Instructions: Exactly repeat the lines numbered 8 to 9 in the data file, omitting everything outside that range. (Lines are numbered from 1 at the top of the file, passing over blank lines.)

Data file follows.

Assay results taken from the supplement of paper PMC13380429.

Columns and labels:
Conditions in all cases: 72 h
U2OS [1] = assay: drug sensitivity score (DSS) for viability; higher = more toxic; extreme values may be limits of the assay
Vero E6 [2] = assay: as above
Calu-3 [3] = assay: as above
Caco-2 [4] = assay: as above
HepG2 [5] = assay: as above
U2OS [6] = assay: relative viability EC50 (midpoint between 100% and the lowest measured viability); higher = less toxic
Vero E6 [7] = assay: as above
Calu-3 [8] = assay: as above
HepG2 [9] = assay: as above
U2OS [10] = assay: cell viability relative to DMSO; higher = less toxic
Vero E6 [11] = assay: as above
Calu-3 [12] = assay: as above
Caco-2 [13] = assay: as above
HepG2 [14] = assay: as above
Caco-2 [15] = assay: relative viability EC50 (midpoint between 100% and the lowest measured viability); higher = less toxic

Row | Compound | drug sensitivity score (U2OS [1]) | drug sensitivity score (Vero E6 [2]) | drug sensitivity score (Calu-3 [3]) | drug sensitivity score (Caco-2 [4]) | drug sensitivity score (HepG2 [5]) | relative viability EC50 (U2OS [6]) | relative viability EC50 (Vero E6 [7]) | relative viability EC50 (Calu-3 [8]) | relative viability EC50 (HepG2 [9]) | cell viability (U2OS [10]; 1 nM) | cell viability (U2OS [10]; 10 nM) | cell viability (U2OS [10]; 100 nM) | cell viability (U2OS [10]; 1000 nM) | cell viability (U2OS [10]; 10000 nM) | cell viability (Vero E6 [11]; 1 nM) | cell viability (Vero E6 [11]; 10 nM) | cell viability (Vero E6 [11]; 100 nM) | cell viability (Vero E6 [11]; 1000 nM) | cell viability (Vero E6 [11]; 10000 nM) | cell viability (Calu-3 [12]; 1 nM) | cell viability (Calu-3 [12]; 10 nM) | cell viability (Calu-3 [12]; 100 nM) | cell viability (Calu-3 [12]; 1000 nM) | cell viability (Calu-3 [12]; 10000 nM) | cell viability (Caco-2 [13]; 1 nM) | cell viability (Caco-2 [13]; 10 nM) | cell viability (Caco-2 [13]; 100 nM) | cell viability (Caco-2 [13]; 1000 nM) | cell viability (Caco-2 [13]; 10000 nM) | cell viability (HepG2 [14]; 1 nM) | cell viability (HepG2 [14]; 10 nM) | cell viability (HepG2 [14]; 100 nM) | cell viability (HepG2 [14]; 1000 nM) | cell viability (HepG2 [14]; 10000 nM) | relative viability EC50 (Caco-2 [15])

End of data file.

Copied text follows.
HepG2 [5] = assay: as above
U2OS [6] = assay: relative viability EC50 (midpoint between 100% and the lowest measured viability); higher = less toxic